School choice advocates ‘fact check’ Arizona Gov. Katie Hobbs who claimed ESAs are ‘unsustainable’ based on inflated numbers

School choice advocates are fact checking Arizona’s Democratic Gov. Katie Hobbs, who called the state’s Empowerment Scholarship Accounts (ESAs) “unsustainable.”

“The newest voucher cost…

School choice advocates are fact checking Arizona’s Democratic Gov. Katie Hobbs, who called the state’s Empowerment Scholarship Accounts (ESAs) “unsustainable.”

“The newest voucher cost projections show us what we already knew: this program is unsustainable and does not save taxpayers money,” the governor claimed on Twitter. “We must bring transparency and accountability to this program to ensure school vouchers don’t bankrupt our state.”

A few days before, Hobbs’ office sent a memo to Lisette Flores, House Democratic Caucus chief of staff, and Paulino Valerio, Senate Democratic Caucus chief of staff, with more specific claims.

School choice advocates and policy experts were quick to challenge the governor’s claims, including Matt Beienburg of the Goldwater Institute and Jenny Clark of Love Your Schools, both Arizona-based organizations.

“The left wants to pretend that educating ESA students is prohibitively costly, but in reality their objection has nothing to do with cost, and everything to do with wanting influence and control over those students and their schools,” Beienburg, the director of education policy at Goldwater, told The Lion. 

Hobbs claims the ESA program may cost taxpayers over $900 million annually, supposedly causing a nearly $320 million General Fund shortfall for fiscal year 2024. 

“The first thing that is laughable about this is that the governor’s office is using a report that they don’t even believe in, and that’s a report that said what the estimated numbers of families on ESAs were going to be, projecting it between 90,000-100,000,” Clark said on her organization’s Instagram.  

Hobbs’ office previously said the report “falsely assert[ed] the numbers,” Clark said. 

“The bigger issue is that we all know right now the ESA program stands at about 60,000 actual students, so we’re already 30,000 short from the numbers that the governor’s office is using to try to scare Arizonans,” she added. 

Beienburg also said Hobbs’ office “mistakes the cost [of] ESA awards by thousands of dollars per student.”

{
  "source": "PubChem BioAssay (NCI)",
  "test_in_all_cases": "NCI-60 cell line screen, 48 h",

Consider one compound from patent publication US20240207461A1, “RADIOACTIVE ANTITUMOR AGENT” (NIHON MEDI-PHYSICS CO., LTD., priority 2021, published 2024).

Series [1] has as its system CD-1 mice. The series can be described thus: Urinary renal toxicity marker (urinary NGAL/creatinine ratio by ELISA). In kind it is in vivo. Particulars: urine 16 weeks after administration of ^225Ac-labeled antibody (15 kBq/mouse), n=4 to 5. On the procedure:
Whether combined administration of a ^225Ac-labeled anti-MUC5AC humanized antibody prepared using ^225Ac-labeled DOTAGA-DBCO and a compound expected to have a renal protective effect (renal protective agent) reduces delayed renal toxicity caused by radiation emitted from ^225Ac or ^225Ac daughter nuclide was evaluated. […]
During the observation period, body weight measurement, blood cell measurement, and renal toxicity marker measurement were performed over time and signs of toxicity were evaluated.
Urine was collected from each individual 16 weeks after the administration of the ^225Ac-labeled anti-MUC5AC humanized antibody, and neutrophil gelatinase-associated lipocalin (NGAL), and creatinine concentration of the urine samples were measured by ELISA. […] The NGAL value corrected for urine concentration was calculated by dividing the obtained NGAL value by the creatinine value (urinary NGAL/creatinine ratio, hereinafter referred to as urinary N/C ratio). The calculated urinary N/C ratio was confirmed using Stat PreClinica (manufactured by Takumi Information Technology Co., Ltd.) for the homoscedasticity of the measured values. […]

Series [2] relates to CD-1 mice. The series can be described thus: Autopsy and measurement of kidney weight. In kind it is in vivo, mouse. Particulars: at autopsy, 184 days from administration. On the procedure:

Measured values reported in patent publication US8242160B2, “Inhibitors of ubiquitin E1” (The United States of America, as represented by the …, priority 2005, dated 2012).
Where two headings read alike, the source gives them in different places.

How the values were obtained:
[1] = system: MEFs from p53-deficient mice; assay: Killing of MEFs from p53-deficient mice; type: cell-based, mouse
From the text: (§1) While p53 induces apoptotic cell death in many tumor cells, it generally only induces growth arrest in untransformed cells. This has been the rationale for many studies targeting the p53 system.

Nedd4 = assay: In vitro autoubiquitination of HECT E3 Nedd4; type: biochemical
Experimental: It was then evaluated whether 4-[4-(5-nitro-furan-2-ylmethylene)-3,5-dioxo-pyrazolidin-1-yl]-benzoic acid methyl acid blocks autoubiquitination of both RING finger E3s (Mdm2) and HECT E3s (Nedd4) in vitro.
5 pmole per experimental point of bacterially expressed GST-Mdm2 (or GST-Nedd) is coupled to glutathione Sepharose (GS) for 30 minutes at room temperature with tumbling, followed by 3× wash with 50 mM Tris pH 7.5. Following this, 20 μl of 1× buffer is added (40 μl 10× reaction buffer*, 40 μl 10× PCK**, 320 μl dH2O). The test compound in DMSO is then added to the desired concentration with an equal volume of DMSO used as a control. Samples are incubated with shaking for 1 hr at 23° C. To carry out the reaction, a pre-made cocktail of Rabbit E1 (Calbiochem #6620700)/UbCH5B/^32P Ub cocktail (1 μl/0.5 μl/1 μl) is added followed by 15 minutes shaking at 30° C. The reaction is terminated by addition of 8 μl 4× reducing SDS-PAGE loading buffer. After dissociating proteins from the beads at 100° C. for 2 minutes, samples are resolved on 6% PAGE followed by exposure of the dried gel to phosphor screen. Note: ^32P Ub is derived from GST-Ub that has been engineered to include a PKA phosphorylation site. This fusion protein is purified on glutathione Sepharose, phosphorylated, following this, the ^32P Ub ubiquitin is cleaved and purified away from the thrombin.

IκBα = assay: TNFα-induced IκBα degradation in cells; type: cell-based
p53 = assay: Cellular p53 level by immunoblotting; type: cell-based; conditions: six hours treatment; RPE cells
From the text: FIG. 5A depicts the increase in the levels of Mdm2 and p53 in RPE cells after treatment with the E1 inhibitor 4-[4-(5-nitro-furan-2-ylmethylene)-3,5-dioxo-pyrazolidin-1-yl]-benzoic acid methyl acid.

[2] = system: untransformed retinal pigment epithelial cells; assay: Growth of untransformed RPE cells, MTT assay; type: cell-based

Hobbs’ office estimates around 30,000 more students will join the program, at an additional cost of $319 million, which is around $10,967 per student. Yet, Beienburg says, ESAs in the state are only $7,000, which is “nearly $4,000” less per student than Gov. Hobbs’ office suggests.”  

Beienburg also argues against the office’s claim on how ESA spending “could account for 53.25% of all new K-12 education spending in the FY 2024 budget going towards only 8% of Arizona students.” 

“Even under the Arizona Department of Education’s (ADE) highest projections, the ESA program would be funding the education of roughly 8% of Arizona students (including a disproportionately high percentage of students with severe disabilities) for less than 6% of the total taxpayer cost of educating Arizona’s students,” he said.  

Hobbs’ office also claimed costs in Arizona increase when a student leaves a public school and enrolls in the ESA program, due to the program awarding an amount “based on the state funding provided to charter school students.”  

Beienburg maintains it is true that ESAs are “partially tied to the funding level of charter school students,” but ESA students don’t receive any other funding that normally goes to district and charter schools outside of the student funding formula.

“Every single student attending a traditional public school receives more in funding from state and local taxpayers than that student would receive on the ESA program,” Beienburg said.  

“The data makes it very clear that public district schools continue to overwhelmingly drive the costs and increases in Arizona education spending, even as parents turn away from them in favor of charter schools and the ESA program,” Beienburg told The Lion.